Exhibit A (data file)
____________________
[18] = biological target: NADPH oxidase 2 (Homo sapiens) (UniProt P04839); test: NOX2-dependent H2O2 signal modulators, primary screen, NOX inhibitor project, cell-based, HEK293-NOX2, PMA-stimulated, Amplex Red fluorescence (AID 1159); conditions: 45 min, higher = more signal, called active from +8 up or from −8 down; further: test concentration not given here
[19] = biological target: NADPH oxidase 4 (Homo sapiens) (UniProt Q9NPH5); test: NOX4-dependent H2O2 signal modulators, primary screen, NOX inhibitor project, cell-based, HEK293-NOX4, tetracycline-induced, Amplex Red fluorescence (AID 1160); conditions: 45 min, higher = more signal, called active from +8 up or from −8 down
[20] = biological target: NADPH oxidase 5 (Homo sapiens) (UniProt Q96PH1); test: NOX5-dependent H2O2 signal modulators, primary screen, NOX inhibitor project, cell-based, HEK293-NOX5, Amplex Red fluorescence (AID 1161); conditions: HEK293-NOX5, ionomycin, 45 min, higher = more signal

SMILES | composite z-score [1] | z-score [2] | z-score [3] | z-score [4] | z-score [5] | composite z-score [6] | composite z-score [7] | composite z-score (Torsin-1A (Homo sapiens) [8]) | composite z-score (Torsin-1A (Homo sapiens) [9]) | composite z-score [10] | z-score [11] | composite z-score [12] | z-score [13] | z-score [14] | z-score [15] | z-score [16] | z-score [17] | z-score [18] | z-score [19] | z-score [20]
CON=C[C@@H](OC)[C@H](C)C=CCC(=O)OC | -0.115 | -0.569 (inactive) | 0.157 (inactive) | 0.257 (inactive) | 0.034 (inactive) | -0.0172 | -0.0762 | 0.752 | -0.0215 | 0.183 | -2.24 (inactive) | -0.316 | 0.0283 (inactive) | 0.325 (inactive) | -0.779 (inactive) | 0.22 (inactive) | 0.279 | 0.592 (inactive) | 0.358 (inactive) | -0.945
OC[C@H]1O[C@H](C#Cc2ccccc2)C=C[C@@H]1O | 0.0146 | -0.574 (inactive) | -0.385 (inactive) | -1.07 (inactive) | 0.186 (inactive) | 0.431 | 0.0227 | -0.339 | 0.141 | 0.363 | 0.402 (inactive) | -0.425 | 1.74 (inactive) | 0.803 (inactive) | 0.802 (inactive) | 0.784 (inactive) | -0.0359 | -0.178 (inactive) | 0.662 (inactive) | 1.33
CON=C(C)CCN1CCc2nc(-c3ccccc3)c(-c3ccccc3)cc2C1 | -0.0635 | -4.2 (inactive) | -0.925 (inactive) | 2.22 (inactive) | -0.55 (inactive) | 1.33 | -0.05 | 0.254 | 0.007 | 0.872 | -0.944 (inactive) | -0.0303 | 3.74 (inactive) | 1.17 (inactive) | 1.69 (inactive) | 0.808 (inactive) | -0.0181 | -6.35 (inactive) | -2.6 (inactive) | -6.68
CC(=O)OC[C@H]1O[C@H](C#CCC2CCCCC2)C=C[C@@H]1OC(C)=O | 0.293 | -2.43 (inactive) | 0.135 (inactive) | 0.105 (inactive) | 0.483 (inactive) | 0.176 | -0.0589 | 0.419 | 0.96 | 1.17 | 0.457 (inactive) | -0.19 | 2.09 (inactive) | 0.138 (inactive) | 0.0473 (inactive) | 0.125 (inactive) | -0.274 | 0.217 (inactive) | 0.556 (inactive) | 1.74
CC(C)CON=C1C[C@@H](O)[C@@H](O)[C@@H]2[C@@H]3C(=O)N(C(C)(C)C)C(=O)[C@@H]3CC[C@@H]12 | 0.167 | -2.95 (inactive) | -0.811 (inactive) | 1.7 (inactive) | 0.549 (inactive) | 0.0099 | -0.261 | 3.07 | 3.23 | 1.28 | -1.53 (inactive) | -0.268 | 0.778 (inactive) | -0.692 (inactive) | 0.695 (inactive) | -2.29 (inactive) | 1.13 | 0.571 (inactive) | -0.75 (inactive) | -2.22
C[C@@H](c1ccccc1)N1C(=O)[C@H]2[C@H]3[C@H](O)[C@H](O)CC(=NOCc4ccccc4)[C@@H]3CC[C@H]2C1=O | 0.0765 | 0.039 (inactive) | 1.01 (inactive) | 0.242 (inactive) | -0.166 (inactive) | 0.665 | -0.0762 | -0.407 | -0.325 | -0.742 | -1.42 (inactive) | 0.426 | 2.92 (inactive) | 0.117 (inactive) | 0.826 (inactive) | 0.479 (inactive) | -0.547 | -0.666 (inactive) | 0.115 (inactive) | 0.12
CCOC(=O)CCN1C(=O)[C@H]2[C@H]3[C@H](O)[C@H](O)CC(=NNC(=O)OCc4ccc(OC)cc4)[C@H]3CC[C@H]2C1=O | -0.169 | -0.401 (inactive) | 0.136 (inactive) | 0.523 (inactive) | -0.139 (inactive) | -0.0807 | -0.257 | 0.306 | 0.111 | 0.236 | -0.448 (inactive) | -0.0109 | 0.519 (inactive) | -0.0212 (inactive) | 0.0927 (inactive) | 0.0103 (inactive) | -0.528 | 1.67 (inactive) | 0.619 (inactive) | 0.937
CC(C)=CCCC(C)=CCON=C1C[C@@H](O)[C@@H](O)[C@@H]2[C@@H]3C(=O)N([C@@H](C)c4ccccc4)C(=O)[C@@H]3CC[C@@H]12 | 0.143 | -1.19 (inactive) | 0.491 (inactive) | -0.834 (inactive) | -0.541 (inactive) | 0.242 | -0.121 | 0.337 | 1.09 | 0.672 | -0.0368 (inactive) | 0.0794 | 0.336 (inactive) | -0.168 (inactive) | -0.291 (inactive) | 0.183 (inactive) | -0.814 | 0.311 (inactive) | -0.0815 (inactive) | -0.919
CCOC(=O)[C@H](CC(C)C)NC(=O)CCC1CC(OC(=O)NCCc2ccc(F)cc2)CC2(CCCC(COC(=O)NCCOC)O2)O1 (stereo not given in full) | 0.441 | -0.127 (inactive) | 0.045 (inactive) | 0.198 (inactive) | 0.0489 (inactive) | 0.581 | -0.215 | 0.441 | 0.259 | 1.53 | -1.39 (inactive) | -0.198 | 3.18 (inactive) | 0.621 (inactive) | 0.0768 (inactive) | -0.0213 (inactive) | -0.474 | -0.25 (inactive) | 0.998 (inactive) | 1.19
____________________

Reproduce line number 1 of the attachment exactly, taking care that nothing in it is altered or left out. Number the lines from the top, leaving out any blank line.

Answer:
[18] = biological target: NADPH oxidase 2 (Homo sapiens) (UniProt P04839); test: NOX2-dependent H2O2 signal modulators, primary screen, NOX inhibitor project, cell-based, HEK293-NOX2, PMA-stimulated, Amplex Red fluorescence (AID 1159); conditions: 45 min, higher = more signal, called active from +8 up or from −8 down; further: test concentration not given here